In the tie break, Bouchard went up 2-1, with players losing all three points on serve.
A challenge on the next point reversed in favour of Halep, who jumped ahead 3-2.
Suddenly, the umpire jumped from his chair, calling for emergency aid for a spectator who fell ill in the stands. Both players retired to the sidelines while the fan was ushered from a seat.
Halep went up 4-2 after a 4 1/2 minute delay.
But just when it appeared Halep would take control, Bouchard hit back. Hard.
Bouchard hit a ball off the net that fell for a point. Then, in classic Bouchard style, she moved to the net in a long rally, finally firing a hard forehand for a winner.
Bouchard took a 5-4 lead, putting her on the fringe of victory. Bouchard went up 6-4 when Halep returned long.
Halep won back one point on her serve. But Bouchard had the chance to serve for the win. And did.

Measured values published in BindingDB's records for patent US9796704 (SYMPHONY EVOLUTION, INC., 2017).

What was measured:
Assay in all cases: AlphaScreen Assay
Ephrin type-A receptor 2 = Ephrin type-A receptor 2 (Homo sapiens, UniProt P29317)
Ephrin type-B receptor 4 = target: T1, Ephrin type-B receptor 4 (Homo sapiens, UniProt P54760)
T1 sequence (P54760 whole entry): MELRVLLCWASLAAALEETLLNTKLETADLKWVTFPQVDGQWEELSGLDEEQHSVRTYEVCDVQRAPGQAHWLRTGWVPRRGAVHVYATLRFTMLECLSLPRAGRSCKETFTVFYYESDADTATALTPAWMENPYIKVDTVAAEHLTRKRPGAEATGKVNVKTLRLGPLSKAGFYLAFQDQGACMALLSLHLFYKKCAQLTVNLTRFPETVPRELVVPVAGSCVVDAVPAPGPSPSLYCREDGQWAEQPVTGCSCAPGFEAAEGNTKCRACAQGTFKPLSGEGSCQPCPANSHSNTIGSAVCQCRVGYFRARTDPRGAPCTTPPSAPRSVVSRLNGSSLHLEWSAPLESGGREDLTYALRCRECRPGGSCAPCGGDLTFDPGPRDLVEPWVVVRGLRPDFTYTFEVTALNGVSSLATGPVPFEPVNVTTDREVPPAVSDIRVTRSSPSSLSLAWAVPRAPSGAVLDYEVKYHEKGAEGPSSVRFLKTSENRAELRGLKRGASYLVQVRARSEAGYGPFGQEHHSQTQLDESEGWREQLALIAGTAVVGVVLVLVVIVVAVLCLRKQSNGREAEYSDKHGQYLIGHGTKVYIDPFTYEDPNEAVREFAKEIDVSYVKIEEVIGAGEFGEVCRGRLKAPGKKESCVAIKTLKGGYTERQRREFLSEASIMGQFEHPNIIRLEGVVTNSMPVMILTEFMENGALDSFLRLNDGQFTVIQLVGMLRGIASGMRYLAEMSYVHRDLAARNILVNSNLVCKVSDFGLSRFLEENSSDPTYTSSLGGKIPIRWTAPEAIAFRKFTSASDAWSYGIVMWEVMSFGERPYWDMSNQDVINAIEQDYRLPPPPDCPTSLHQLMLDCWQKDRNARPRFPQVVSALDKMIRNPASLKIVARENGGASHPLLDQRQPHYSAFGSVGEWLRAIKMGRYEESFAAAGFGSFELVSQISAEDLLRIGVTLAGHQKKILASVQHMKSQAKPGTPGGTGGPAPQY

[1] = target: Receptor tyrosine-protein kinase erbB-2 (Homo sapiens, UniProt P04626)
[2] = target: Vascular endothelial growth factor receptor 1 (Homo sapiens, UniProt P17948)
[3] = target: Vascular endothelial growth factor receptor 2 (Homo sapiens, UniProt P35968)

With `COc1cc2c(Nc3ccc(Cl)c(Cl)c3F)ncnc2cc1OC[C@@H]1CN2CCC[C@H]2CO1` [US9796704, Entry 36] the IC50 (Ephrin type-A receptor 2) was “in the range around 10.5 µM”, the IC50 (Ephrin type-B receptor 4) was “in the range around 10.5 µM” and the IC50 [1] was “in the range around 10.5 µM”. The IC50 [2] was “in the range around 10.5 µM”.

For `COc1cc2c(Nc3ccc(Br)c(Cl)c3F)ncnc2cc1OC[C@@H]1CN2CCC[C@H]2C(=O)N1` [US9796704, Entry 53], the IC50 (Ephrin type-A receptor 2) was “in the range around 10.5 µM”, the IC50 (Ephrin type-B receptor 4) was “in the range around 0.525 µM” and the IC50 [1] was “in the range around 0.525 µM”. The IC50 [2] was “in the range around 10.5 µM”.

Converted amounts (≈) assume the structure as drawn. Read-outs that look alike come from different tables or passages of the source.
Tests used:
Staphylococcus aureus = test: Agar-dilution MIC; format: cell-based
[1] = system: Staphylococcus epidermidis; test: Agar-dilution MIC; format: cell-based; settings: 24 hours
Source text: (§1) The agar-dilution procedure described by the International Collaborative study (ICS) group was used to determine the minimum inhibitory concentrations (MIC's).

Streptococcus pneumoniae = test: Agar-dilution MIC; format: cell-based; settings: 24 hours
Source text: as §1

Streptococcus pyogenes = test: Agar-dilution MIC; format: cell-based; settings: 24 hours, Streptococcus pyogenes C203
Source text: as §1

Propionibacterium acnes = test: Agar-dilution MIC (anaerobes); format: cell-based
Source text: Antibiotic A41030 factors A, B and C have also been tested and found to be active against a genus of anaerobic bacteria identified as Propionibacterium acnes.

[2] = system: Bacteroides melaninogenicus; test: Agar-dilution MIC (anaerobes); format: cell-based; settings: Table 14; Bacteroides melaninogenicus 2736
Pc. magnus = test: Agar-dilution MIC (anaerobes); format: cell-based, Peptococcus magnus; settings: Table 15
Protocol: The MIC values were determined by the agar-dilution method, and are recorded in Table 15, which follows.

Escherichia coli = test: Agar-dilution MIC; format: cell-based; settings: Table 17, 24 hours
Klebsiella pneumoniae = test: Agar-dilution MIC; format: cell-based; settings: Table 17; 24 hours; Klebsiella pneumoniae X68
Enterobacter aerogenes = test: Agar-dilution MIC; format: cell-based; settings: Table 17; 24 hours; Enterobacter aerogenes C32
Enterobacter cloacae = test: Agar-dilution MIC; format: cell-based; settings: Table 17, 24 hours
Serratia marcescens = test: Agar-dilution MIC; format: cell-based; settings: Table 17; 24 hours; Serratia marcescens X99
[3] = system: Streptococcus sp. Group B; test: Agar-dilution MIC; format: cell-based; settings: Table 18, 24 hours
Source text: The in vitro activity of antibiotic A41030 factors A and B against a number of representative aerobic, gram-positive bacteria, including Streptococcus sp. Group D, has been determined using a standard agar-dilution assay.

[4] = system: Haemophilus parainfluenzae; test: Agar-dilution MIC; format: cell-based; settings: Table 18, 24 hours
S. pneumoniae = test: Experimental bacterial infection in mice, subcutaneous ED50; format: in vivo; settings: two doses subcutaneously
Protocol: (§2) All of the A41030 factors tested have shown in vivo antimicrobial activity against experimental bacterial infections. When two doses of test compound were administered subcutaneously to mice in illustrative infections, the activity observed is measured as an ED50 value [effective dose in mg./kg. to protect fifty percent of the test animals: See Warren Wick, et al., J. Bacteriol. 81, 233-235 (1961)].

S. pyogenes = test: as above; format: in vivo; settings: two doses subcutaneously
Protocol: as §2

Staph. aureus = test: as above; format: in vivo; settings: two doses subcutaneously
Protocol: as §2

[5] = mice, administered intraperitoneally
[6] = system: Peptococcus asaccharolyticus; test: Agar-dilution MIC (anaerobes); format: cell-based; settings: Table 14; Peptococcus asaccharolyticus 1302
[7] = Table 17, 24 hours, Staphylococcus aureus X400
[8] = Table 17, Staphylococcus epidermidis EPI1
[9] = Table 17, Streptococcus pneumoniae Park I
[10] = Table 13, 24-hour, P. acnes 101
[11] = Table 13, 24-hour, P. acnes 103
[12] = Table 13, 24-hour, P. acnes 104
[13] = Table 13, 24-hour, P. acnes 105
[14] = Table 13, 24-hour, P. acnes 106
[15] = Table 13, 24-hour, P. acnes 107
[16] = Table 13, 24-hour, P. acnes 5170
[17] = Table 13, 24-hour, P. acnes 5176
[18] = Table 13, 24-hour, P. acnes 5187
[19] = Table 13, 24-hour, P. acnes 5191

Suddenly all the pressure swung onto Halep as the Canadian stood just one set from a Wimbledon final.
While the first set was filled with drama, the second was all Bouchard.
Tied 1-1 in the second set, Bouchard broke Halep. All the momentum swung in Bouchard’s direction. Slowly. Inextricably.
Halep’s service game seemed to desert her, too.
Bouchard pressed her advantage.
She pushed ahead with a 3-1 lead on service.
A deflated Halet lost her serve and fell behind 4-1. She had committed eight unforced errors.
Bouchard seemed to have it on cruise control, her first Grand Slam final within reach when she held serve to lead 5-1 over a now fragile-looking Halep.
On the brink, Bouchard had Halep at double match point. On a lost point, Bouchard argued fan interference, ump said no, giving point to Halep.
Third chance at break point, but Halep fought that off, too. A rally later, Halep had her game back, creeping back to 5-2.
Bouchard got to serve for her first chance at a Grand Slam final.
Up 30-15 she charged the net, delivering a hard forehand smash. Point.
Bouchard got to match point. Hard serve inside the corner ... and it was Canadian history made.
She faces Petra Kvitova, a 7-6, 6-1, winner Thursday in the final on Saturday.
“I think she’s going to win the title,” Evert said.